Interest Burden Is More Important Than Total Debt

Who has a bigger debt?

Total Debt Outstanding Interest Rate Monthly Payments
Barry $100k 2% $370
Ronny $40k 11% $381

Both Barry and Ronny have the same incomes and both expect to pay off their debt in 30 years at the monthly payment rate. Who would you rather be?  In this scenario, Barry has a lower real debt burden because he has lower monthly payments.  Every single month for 30 years  Barry is better off.  This is how lower interest rates literally make borrowers wealthier. Ronny could borrow twice as much money and still have a lower real debt if his interest rate dropped from 11% to 2%.  This is also why people spend more money on houses when interest rates drop.  Borrowers become wealthier because they can borrow more, so they buy bigger houses.  The only scenario where Ronny’s debt burden is smaller than Barry’s is if they pay off their debts early.  That would reduce the benefit of low interest rates, but few people pay off their debts early.

For example, the US federal government rarely pays off any of its principle debt at all.   It usually just pays the interest and borrows more principle.  Again, the interest rate is a crucial part of the real debt burden.  Here is a similar example for public debt:

Debt
Outstanding
Interest Rate
(10-year treasury)
Annual Interest Payments
(% of GDP)
Obama (Feb 2013 – Beginning of second term)   100% of GDP   2% 1.3%
Reagan (Feb 1985 – Beginning of second term)   40% of GDP  11% 3%

This example only includes interest payments rather than amortizing the principle in the payments too, but the same principle applies as in the first table. In the most important way, the real debt burden was lower at the beginning of Obama’s second term in 2013 than it was at the beginning of Reagan’s second term in 1985.   The real burden of a debt is the amount of income that must be sacrificed to pay for debt service which is the blue line in the graph below.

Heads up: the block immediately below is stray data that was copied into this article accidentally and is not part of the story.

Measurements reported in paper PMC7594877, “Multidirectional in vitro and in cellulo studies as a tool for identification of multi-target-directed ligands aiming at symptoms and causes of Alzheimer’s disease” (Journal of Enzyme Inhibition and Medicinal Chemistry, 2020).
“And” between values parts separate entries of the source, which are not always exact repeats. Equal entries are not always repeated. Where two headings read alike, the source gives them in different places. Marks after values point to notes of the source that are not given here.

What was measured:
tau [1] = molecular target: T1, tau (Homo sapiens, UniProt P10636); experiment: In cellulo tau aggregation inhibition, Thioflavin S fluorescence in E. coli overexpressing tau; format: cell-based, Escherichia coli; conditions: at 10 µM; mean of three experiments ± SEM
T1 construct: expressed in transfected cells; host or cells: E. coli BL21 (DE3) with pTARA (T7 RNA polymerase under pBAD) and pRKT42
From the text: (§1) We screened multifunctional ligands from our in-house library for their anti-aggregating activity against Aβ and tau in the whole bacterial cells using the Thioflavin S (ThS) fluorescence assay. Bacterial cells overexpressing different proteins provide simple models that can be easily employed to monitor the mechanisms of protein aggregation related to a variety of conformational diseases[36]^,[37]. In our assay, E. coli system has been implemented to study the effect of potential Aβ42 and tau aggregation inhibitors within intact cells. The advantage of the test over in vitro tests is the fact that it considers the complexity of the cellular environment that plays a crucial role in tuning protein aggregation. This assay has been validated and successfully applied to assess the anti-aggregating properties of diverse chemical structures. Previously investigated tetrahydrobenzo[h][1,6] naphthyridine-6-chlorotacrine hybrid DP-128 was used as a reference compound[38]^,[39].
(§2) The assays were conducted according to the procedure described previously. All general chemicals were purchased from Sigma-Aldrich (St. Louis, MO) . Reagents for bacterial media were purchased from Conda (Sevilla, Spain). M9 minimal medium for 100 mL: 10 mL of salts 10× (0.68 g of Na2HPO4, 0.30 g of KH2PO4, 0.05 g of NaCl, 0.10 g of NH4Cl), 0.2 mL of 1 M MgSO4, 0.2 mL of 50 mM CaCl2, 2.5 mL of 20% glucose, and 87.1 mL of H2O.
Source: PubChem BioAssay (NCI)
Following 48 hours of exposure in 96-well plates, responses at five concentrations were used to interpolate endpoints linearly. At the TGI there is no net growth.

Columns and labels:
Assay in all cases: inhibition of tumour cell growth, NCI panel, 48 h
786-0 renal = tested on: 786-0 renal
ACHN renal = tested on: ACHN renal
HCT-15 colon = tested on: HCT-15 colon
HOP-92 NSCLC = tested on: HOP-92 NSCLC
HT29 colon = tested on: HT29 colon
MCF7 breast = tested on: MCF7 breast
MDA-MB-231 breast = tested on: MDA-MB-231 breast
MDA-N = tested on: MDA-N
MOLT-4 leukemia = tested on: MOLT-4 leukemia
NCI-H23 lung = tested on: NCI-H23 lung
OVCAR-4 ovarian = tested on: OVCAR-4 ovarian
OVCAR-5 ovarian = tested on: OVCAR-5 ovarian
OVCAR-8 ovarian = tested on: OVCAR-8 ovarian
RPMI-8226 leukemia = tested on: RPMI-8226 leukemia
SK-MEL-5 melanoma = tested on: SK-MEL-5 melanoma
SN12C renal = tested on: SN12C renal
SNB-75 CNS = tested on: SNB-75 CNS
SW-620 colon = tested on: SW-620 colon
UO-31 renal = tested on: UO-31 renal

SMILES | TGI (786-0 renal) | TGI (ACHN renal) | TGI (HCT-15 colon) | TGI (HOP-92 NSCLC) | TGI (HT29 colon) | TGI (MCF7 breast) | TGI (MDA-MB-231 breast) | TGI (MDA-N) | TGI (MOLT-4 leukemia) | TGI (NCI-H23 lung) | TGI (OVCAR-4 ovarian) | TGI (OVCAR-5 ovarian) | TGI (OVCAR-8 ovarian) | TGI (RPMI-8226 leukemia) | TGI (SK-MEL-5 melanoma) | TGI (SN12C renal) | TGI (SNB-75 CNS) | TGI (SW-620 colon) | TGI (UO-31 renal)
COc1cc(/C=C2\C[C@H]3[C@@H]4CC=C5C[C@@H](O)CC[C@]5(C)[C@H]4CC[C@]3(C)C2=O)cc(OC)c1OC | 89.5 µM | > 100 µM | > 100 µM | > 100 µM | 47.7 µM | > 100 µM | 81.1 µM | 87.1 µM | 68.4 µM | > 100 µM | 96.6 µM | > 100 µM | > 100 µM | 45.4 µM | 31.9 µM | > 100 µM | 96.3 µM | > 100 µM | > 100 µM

fed debt

Most people look at the green line as the measure of debt burden, but the blue line is just as important if not more so.  Dean Baker says that the blue line (interest payment) is a better measure of our government debt burden than the green line (total amount of debt).  Note that when he was writing, the interest rate was expected to rise but it hasn’t so far.  And what would happen if interest rates did rise?  Baker has a good answer for that too:

Suppose we issue $4 trillion in 30-year bonds in 2012 at 2.75 percent interest (roughly the going yield). Suppose the economy recovers, as CBO predicts, and the interest rate is up around 6.0 percent in 4-5 years. The federal government would be able to buy back the $4 trillion in bonds it had issued for roughly $2 trillion, immediately eliminating $2 trillion of its debt. This will make those who fixate on the debt hysterically happy, but will not affect the government’s finances in the least. It will still face the same interest obligation.

I am not as sanguine as Baker about rising interest rates, because the government would eventually have to refinance its debt at higher interest rates.  But Baker is certainly correct that interest rates have no impact on outstanding debt that has already been sold to the public.  Only new debt (and rolled-over debt when it must pay back old bonds and sell new ones) will face a higher interest burden.  That would still be a problem in the future if interest rates rise because the government almost always runs a deficit and it rolls over a lot of old debt.   In fact the CBO has been projecting that the deficit will rise in the future (almost) solely due to the CBO’s projections that interest rates will rise.   But the CBO is only guessing about future interest rates and so far it has been overly pessimistic for several years.  Nobody can really predict future interest rates.

Anyhow, higher interest rates could be a good thing, depending on what causes them.  Interest rates would rise due to a rapidly growing economy which would raise government revenues and help the government pay off the debt.  The bad thing that could raise interest rates is a fear that the US government is going to default or otherwise renege on its debts (like in Greece), but I’m not worried about that because the markets are clearly signalling a strong faith in US government debt.  That is why government interest rates have been at historic lows.  And that is why interest payments are so low despite high total debts.

govt interest ratesI won’t start worrying about US government debt until interest payments start rising (as a percent of GDP) and/or until interest rates rise which could cause more trouble in the long run when the government refinances its debt at higher interest rates.  Fortunately, the doomsayers have been wrong about both since the Great Recession of 2008.  So far so good.

 

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Posted in Macro, Public Finance

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